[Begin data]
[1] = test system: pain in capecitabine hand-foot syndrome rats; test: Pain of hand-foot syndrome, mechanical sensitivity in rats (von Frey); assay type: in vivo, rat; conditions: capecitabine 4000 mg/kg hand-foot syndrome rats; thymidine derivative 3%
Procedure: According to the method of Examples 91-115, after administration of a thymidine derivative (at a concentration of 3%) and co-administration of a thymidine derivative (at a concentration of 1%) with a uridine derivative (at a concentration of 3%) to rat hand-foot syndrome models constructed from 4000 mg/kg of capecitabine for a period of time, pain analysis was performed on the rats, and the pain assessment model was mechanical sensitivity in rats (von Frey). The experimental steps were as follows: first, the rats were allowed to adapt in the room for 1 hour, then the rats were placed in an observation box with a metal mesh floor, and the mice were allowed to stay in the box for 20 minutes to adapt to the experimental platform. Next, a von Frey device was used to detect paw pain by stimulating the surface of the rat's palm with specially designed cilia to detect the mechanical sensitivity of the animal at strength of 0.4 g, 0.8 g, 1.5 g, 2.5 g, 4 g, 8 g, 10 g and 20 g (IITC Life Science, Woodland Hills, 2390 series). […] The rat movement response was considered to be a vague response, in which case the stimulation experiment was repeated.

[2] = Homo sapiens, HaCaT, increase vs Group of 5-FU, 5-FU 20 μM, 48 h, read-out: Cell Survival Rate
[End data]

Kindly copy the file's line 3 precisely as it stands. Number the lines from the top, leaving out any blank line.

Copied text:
[2] = Homo sapiens, HaCaT, increase vs Group of 5-FU, 5-FU 20 μM, 48 h, read-out: Cell Survival Rate